JM: What are you seeing around from the business market and being a contractor in the federal sector?
TR: There are three trends that I see really starting to become very prevalent in the government. One is a focus on citizen experience. And there’s a lot more attention being paid at the federal level, a lot of agencies have appointed citizen experience officers, and the idea is really to look at the whole experience, not just the website or the call center, but all of the touch point from the day I have to fill out an application for a benefit all the way through using those benefits. I think that’s a great trend, one that tries to address citizen expectations, because they’re used to a different experience with commercial companies.
The second one is using an as-a-service model to buy. There was a big initiative to go cloud first and the government, and it took quite a while for the agencies to catch on. But they have. So we’re past that. I think that drove a change in thinking about how to buy things in general. The idea that I could buy it infrastructure support-as-a-service, instead of supplying it for myself, seems to be really on the up ramp now. And I think that that’s a great trend. Then the third one is security, security, security, which obviously is just front and center in federal on every agency and every program.
JM: Tell us what you’re doing to secure and how are you protecting against things like the insider threat.
TR: The requirements have gone up substantially. So we do a lot of work for the government on their behalf and we handle a lot of personal identifiable information (PII) and medical data as well. The requirements is we self-report any incidents, and that’s a process and a discipline that you really need to be if you’re going to be part of a federal provisioning, our networks have to be locked down. We can’t allow any exposure to their information through our network. It takes a chief information security officer on our side to ensure that we have the proper monitoring equipment in place. As a side topic, the security clearance and the backlog and clearing secured resources has become a real challenge in delivering government needs because you can’t get the personnel cleared through the security process.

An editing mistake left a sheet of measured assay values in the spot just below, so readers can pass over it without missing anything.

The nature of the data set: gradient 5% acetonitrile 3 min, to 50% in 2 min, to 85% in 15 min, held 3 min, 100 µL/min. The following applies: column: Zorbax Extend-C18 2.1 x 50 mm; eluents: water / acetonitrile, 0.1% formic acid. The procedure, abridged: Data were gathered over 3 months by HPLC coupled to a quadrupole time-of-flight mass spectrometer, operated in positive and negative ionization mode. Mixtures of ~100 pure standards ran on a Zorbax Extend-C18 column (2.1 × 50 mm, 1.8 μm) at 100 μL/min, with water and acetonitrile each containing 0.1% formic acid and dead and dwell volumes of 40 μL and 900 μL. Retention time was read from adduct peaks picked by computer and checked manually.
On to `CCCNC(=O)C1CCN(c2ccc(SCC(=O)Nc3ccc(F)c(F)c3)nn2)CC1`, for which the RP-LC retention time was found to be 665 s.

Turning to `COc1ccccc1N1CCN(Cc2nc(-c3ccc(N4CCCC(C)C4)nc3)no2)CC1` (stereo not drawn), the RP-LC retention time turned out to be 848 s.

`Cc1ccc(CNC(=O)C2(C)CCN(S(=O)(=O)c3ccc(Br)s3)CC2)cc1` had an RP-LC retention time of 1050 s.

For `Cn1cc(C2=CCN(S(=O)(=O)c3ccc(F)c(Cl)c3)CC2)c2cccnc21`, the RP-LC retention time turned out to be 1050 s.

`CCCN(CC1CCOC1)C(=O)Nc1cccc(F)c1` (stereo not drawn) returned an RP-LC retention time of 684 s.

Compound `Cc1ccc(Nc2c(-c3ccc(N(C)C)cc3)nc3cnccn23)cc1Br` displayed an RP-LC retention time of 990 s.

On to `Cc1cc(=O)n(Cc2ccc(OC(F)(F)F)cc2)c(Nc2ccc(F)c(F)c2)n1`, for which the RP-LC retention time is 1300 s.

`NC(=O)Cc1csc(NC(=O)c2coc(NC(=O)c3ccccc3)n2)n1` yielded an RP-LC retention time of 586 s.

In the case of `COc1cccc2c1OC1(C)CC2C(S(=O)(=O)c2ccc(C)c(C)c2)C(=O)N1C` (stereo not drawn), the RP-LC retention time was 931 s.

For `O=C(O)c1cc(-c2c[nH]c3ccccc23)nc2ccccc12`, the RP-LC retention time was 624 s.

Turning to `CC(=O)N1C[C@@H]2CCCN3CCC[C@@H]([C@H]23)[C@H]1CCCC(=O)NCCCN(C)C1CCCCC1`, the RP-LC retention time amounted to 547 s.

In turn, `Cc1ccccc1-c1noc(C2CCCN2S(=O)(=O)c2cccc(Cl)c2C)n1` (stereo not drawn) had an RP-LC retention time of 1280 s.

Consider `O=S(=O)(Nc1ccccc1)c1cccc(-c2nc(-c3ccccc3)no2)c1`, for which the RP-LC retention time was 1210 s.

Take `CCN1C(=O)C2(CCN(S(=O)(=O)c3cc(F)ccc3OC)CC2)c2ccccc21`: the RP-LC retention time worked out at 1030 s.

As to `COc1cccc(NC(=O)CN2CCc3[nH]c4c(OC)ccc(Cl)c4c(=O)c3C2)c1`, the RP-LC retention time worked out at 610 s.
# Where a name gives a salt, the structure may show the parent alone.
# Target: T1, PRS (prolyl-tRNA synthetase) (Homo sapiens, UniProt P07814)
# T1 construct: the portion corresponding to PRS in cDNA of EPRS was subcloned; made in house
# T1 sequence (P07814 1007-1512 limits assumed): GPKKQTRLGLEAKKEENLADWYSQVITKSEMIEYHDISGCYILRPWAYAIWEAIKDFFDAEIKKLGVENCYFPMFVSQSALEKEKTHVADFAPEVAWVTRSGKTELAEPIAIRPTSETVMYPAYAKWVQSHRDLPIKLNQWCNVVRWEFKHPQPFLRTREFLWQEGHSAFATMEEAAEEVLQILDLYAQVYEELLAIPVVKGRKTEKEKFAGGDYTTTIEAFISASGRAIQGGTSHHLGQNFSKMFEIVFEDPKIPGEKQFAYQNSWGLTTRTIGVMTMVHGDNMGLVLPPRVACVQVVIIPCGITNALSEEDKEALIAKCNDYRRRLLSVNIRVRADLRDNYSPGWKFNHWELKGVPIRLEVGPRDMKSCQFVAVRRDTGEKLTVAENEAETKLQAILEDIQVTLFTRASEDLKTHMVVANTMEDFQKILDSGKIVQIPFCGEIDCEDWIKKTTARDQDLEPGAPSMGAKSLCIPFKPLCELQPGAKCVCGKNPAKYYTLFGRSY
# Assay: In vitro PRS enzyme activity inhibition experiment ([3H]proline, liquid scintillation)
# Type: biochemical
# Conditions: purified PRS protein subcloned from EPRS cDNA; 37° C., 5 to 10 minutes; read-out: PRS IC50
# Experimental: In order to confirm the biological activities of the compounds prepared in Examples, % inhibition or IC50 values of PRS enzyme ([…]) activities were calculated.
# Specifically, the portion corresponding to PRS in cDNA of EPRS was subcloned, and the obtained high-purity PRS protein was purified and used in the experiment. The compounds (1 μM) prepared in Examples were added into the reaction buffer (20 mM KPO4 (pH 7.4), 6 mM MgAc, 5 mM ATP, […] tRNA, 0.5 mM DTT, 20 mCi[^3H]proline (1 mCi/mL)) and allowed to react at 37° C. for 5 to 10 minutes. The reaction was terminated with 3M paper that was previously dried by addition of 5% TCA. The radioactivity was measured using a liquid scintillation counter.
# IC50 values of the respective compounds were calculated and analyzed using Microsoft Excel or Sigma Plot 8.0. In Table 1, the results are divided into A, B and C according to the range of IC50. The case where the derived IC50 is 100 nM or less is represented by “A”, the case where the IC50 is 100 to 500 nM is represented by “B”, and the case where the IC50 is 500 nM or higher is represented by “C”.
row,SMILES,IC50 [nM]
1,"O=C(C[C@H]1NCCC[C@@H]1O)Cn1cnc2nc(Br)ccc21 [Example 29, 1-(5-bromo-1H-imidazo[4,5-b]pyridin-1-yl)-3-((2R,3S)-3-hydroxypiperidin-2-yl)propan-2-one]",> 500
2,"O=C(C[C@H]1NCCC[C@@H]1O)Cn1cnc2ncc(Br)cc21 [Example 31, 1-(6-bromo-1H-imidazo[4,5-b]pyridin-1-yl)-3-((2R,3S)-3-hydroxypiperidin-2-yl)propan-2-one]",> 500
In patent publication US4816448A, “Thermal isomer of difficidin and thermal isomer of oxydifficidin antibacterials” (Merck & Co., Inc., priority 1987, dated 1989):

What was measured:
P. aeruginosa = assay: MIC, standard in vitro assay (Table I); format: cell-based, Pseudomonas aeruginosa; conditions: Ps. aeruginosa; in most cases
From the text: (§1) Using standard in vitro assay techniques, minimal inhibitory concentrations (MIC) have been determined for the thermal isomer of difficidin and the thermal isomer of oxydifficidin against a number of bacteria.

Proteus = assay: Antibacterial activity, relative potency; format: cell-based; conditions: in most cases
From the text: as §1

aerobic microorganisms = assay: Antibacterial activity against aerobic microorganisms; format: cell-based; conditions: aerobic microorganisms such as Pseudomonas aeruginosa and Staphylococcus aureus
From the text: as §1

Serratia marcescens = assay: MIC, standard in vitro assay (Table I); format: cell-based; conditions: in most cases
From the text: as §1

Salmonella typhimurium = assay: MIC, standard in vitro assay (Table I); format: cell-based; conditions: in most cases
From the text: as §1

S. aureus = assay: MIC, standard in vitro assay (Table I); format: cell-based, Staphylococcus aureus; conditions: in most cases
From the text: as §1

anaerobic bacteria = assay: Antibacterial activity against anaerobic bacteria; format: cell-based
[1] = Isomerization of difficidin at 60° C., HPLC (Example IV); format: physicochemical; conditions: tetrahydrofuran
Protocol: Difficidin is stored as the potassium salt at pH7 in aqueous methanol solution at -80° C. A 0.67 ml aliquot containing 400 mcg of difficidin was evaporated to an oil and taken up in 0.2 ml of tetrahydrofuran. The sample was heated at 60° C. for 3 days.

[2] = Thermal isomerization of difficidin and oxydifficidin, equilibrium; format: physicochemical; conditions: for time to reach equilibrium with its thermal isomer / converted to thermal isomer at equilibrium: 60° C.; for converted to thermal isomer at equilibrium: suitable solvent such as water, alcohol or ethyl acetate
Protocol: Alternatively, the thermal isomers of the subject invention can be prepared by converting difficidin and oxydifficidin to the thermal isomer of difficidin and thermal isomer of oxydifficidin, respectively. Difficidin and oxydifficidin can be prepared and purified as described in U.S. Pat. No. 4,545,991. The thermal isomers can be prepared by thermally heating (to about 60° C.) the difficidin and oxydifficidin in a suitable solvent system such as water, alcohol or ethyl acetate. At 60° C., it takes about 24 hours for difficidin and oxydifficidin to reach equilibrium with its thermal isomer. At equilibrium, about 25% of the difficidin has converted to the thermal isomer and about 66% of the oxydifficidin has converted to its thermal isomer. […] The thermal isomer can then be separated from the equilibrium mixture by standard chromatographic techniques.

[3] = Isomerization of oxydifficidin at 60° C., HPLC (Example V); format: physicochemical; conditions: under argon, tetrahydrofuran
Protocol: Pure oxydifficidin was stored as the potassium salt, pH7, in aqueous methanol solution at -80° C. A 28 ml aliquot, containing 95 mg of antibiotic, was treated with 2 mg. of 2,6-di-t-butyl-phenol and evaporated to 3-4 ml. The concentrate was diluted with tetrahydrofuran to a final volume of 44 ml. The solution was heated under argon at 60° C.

JM: The White House and the Office of Management and Budget says the backlog is going down. Are you seeing any change in how long it takes to get employees cleared?
TR: Not a lot. I think they it’s interesting because what I have seen in several agencies is that they’ve actually stiffened up the rules for what it’s going to take to get through the security clearance process, which has also slowed down the process. So I think there’s been a mandate for the agencies to take more of a role in prescreening before the work gets to what was OPM and now is the DoD, but I think the backlog is still there. And it’s very substantial still.
JM: Tell me something about yourself outside of work.
TR: I love to travel and I love a good adventure. I grew up in upstate New York and I met my wife there at college. When we graduated, we said we should move to a city. And we just said, ‘Well, what city would be good?’ And we said, ‘well, Washington D.C. sounds like an interesting city.’ Neither of us had ever been here before. She had a nursing degree so we knew she could get a job. We just kind of said, ‘Okay, that’s where we’re going.’ And we moved down here, and for the first four or five years, we thought, well, this will be fun for a little while, and then after that, it becomes home. I do love an adventure and that was one.
JM: What kind of degree did you have?
JM: How did you fall into government contracting? How do you become the general manager of a major government contractor with a good old accounting degree?
TR: I came down here worked as an auditor for an insurance company and then got a master’s degree and joined IBM and had a worldwide job. At some point, I realized that I was away from home way too much, and told them that I wanted to shift over to the federal government. And that was a great career move. So that got me back, staying in the Washington area.